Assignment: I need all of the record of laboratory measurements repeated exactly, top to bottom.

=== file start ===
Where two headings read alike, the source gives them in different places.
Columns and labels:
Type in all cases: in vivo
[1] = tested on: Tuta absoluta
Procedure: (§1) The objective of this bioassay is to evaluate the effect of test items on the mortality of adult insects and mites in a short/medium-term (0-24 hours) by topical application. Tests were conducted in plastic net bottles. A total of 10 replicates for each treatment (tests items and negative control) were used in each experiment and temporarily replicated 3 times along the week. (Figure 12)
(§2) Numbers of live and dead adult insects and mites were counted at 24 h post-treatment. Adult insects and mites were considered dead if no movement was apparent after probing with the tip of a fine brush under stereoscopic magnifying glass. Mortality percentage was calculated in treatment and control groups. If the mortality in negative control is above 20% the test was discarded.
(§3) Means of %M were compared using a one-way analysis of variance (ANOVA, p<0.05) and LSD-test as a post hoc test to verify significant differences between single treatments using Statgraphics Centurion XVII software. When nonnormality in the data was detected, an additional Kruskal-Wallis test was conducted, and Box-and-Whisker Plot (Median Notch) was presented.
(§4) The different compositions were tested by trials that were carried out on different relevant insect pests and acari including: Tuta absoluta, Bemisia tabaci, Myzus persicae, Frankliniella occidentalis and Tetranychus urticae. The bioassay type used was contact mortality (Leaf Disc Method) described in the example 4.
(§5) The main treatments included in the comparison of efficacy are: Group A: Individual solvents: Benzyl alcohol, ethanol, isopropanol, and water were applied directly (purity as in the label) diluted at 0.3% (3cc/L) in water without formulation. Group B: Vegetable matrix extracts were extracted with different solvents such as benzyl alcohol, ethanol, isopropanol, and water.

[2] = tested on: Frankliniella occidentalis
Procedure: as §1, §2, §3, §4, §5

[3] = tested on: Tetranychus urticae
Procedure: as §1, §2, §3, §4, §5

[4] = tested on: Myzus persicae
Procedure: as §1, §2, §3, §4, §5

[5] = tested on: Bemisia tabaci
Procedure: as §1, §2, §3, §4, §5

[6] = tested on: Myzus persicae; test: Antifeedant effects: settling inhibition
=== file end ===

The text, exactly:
Where two headings read alike, the source gives them in different places.
Columns and labels:
Type in all cases: in vivo
[1] = tested on: Tuta absoluta
Procedure: (§1) The objective of this bioassay is to evaluate the effect of test items on the mortality of adult insects and mites in a short/medium-term (0-24 hours) by topical application. Tests were conducted in plastic net bottles. A total of 10 replicates for each treatment (tests items and negative control) were used in each experiment and temporarily replicated 3 times along the week. (Figure 12)
(§2) Numbers of live and dead adult insects and mites were counted at 24 h post-treatment. Adult insects and mites were considered dead if no movement was apparent after probing with the tip of a fine brush under stereoscopic magnifying glass. Mortality percentage was calculated in treatment and control groups. If the mortality in negative control is above 20% the test was discarded.
(§3) Means of %M were compared using a one-way analysis of variance (ANOVA, p<0.05) and LSD-test as a post hoc test to verify significant differences between single treatments using Statgraphics Centurion XVII software. When nonnormality in the data was detected, an additional Kruskal-Wallis test was conducted, and Box-and-Whisker Plot (Median Notch) was presented.
(§4) The different compositions were tested by trials that were carried out on different relevant insect pests and acari including: Tuta absoluta, Bemisia tabaci, Myzus persicae, Frankliniella occidentalis and Tetranychus urticae. The bioassay type used was contact mortality (Leaf Disc Method) described in the example 4.
(§5) The main treatments included in the comparison of efficacy are: Group A: Individual solvents: Benzyl alcohol, ethanol, isopropanol, and water were applied directly (purity as in the label) diluted at 0.3% (3cc/L) in water without formulation. Group B: Vegetable matrix extracts were extracted with different solvents such as benzyl alcohol, ethanol, isopropanol, and water.

[2] = tested on: Frankliniella occidentalis
Procedure: as §1, §2, §3, §4, §5

[3] = tested on: Tetranychus urticae
Procedure: as §1, §2, §3, §4, §5

[4] = tested on: Myzus persicae
Procedure: as §1, §2, §3, §4, §5

[5] = tested on: Bemisia tabaci
Procedure: as §1, §2, §3, §4, §5

[6] = tested on: Myzus persicae; test: Antifeedant effects: settling inhibition